NEGATIVE TO POSITIVE PROCESS
The inventor of the first negative from which multiple positive prints were made was Henry Fox Talbot, an English botanist, mathematician and a contemporary of Daguerre.
Talbot sensitized paper to light using a silver salt solution. He then exposed the paper to light. The background became black and the subject was rendered in gradations of grey. This was a negative image. And from the paper negative, Talbot made contact prints, reversing the light and shadows to create a detailed picture. In 1841, he perfected this paper-negative process and called it a calotype, Greek for beautiful picture.
Tintypes, patented in 1856 by Hamilton Smith, was another medium that heralded the birth of photography. A thin sheet of iron was used to provide a base for light-sensitive material, yielding a positive image.
WET PLATE NEGATIVES
In 1851, Frederick Scoff Archer, an English sculptor, invented the wet plate negative. Using a viscous solution of collodion, he coated glass with light-sensitive silver salts.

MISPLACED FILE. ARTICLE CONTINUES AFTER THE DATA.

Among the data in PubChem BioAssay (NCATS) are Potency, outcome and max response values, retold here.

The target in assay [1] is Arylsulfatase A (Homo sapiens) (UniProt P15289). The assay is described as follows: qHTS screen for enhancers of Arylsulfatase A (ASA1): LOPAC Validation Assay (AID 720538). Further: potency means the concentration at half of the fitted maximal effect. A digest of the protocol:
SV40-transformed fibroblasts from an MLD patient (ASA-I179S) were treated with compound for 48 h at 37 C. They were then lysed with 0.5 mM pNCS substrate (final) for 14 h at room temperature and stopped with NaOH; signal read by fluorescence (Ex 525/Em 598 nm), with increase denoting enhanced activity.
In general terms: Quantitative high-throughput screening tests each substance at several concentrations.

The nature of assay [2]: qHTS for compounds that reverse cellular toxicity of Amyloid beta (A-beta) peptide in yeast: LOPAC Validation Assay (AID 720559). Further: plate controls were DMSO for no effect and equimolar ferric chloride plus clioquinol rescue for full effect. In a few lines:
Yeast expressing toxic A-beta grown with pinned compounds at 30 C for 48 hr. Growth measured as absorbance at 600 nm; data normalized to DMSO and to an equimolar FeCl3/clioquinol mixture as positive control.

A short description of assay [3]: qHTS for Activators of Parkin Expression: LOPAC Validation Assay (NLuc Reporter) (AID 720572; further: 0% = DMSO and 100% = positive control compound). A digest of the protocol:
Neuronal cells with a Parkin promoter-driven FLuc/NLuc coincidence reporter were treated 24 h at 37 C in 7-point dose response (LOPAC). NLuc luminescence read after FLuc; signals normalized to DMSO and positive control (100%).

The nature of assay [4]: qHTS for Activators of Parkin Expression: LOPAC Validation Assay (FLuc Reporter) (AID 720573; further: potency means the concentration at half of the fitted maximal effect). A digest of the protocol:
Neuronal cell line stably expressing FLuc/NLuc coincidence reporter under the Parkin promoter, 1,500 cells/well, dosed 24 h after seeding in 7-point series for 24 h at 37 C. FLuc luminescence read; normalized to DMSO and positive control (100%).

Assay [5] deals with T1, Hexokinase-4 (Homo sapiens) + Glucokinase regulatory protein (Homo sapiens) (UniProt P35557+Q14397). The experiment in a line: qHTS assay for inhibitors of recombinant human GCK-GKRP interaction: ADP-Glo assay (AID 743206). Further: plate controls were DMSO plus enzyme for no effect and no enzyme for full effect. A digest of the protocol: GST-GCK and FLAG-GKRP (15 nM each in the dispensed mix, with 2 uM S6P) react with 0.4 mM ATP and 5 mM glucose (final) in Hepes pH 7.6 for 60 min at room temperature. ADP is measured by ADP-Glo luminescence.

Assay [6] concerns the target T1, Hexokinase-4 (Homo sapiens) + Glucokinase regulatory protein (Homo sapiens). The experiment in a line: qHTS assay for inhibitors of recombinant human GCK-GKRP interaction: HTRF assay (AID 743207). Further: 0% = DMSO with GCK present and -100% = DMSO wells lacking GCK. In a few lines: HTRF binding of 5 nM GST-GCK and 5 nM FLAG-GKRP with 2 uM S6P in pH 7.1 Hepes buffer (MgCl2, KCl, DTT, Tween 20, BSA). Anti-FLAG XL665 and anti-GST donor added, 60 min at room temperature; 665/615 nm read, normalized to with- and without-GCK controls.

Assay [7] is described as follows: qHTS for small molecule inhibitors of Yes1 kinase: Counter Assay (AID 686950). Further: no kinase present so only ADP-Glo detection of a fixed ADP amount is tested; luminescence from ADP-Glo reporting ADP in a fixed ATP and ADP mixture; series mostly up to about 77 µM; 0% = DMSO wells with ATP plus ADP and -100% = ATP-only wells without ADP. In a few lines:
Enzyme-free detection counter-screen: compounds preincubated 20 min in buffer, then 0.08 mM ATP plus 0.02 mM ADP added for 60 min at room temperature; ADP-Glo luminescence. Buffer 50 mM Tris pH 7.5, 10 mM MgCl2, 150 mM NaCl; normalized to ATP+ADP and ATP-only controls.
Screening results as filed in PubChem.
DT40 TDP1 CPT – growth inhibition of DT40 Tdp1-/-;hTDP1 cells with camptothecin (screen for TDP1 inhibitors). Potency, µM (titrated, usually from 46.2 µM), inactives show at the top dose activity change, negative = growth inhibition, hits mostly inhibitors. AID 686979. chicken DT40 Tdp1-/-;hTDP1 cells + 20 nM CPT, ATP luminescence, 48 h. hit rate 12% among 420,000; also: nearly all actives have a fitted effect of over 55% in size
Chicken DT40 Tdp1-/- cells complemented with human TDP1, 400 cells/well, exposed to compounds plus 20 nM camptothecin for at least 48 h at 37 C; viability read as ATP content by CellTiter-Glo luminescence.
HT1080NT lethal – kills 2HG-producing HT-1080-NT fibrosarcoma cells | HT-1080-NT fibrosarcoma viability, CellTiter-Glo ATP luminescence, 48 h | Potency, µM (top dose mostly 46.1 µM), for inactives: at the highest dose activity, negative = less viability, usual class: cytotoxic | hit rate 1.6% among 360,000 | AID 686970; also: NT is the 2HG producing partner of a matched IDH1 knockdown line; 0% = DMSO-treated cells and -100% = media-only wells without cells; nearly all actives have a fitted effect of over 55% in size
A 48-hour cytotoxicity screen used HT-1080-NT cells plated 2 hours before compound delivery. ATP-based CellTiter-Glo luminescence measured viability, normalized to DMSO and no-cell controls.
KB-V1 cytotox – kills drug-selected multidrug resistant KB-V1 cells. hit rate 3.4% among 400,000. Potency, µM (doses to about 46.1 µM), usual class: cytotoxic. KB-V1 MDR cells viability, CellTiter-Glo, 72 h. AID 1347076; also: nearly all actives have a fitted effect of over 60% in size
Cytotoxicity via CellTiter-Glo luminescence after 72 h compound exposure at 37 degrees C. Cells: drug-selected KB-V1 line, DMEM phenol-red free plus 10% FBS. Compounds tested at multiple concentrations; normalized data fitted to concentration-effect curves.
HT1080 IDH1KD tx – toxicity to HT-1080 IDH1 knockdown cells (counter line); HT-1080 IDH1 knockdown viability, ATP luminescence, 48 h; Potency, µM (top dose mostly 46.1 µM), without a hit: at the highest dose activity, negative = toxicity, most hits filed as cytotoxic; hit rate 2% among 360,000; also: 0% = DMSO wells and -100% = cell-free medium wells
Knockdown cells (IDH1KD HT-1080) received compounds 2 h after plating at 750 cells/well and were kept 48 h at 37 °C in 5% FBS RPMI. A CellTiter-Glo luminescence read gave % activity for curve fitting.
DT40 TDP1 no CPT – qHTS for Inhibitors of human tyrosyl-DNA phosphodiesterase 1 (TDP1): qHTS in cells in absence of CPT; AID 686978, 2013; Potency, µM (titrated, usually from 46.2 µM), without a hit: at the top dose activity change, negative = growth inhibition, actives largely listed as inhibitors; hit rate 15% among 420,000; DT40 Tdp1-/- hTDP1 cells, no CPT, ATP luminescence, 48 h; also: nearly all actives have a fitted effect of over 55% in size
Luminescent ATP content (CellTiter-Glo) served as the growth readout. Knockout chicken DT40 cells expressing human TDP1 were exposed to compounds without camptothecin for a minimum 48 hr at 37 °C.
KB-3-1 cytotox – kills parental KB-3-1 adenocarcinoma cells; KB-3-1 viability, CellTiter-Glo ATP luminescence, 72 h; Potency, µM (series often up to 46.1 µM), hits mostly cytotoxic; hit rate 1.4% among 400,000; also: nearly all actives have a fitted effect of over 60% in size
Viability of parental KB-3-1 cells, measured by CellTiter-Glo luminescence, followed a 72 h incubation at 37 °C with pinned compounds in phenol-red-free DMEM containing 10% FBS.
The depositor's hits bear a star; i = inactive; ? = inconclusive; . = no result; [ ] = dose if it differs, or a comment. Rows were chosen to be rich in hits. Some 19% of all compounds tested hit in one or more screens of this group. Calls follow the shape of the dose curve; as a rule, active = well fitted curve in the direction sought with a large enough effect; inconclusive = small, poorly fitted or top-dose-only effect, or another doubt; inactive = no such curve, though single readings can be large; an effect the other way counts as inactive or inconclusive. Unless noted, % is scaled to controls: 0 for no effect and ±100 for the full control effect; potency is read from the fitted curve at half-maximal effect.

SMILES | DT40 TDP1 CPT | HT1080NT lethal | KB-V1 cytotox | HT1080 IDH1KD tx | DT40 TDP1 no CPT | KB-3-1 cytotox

Because it was glass and not paper, this wet plate created a more stable and detailed negative.
Photography advanced considerably once sensitized materials could be coated on plate glass. However, wet plates had to be developed quickly before the emulsion dried. In the field, this meant carrying along a portable darkroom.
DRY PLATE NEGATIVES & HAND-HELD CAMERAS
In 1879, the dry plate was invented, a glass negative plate with a dried gelatin emulsion. Dry plates could be stored for a period of time. This meant photographers no longer needed portable darkrooms and could now hire technicians to develop their photographs. Dry processes absorbed light so rapidly that the hand-held camera was now possible.
FLEXIBLE ROLL FILM
In 1889, George Eastman invented film with a base that was flexible, unbreakable and could be rolled. Emulsions coated on a cellulose nitrate film base, such as Eastman’s, made the mass-produced box camera a reality.
In the early 1940s, commercially viable color films (except Kodachrome) were brought to the market. These films used the modern technology of dye-coupled colors in which a chemical process connects the three dye layers together to create an apparent color image.